"We're not only hampering our guts and making them work overtime with poor-quality foods, but we're also starving ourselves of the nutrients we need for health. And in the process we're racking up the pounds," Lamm writes on page 49. "It's not surprising that two-thirds of Americans are either overweight or obese -- our modern-day form of malnutrition."
Dr. Lamm even notes that eating the standard American diet, which is loaded with fats and sugars, results in a higher proportion of Firmicutes and a waning number of Bacteroidetes, which are both strains of beneficial gut bacteria that act quite differently on the foods we eat. Firmicutes extract more calories from food than Bacteroidetes can, and they store them as fat, while Bacteroidetes, which are more plentiful in the guts of people who eat plant-based, low-fat diets, extract fewer calories from foods. "It's possible that these bacteria are metabolizing foods differently and are actually promoting obesity," Lamm said. In other words, eating crappy, nutrient-poor, high-fat, high-sugar foods means not only that one probably consumes more empty calories, but it also fosters growth of obesity-causing gut bacteria. Double whammy. (The good news is that making the switch to a low-fat plant-based diet causes the rise of the slimming Bacteroidetes, Lamm writes.)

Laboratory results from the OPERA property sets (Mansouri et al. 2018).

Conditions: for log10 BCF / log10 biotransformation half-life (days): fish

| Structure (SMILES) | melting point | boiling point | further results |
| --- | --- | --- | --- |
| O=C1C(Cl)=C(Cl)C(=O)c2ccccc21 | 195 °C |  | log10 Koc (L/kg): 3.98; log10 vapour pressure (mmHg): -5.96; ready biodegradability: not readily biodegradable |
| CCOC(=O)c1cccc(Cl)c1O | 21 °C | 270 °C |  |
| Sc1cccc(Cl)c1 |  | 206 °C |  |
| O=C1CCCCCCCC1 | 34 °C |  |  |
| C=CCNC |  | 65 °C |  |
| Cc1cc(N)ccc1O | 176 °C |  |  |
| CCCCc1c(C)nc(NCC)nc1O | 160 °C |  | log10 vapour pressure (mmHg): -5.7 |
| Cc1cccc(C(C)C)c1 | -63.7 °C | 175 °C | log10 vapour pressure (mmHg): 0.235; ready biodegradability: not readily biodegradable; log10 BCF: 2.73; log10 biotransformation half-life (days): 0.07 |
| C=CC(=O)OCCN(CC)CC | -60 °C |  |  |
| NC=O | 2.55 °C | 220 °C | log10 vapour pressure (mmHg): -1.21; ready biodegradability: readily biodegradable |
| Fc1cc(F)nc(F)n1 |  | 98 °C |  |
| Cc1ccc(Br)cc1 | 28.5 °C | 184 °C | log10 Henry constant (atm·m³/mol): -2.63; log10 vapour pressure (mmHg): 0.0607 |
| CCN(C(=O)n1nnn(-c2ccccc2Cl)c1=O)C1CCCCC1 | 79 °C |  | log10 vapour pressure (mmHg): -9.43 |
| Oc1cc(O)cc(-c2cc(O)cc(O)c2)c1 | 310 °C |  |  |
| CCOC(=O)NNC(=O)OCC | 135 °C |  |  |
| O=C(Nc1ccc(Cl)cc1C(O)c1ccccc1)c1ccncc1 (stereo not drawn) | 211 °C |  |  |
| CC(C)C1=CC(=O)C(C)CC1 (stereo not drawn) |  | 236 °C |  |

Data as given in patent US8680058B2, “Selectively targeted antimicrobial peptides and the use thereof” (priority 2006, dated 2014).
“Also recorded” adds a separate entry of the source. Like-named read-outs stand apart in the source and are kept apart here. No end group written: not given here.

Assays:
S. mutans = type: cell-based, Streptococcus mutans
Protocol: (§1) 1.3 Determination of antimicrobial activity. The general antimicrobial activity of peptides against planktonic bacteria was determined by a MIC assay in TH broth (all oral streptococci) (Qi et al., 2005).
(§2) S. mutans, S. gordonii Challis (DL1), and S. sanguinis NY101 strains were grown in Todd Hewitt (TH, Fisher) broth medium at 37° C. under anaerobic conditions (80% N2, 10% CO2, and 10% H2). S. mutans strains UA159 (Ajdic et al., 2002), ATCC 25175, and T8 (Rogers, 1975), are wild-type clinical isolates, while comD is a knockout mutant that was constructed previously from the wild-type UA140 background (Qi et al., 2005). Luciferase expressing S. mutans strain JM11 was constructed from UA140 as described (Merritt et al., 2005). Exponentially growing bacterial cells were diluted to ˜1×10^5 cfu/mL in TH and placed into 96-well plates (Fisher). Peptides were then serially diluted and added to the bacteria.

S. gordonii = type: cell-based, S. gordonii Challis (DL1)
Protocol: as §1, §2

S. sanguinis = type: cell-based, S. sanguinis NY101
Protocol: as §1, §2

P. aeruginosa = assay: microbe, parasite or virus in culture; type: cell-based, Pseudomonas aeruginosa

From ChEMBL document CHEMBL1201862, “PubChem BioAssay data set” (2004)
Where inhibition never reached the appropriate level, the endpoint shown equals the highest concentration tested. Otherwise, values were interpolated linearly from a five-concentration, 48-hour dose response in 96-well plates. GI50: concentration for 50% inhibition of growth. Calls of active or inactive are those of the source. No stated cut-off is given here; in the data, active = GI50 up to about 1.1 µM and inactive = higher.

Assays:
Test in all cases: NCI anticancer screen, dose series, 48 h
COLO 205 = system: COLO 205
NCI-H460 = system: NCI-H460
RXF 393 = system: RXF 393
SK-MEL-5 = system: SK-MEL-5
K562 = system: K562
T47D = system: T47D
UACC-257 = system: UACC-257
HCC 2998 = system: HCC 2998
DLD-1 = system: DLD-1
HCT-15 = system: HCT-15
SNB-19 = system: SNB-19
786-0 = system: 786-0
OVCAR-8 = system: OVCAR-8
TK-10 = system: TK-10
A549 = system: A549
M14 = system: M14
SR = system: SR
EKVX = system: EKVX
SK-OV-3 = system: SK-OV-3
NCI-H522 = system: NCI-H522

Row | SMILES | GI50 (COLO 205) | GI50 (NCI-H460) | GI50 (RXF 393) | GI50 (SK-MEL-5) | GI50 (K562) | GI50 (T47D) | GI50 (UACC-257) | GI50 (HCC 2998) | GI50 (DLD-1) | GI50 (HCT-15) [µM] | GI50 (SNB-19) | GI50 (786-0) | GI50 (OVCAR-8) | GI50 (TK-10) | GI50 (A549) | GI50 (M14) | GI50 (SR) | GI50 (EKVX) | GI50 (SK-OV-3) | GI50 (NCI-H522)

The way to restore and keep a healthy balance in our guts, Dr. Lamm says, is a three-step plan he calls the Gut Solution. He maintains that good health, disease prevention, and healing can be achieved through (1) eating a healthy diet composed primarily of natural, unprocessed, plant-based foods like raw vegetables and whole grains; (2) detoxifying by drinking more water, exercising, cutting out addictive substances, increasing sleep quality and minimizing stress; and (3) restoring the digestive system through the consumption of pre- and pro-biotics and replenishing stores of enzymes, which dwindle as we age. In the second part of his book, he elaborates on each of these steps.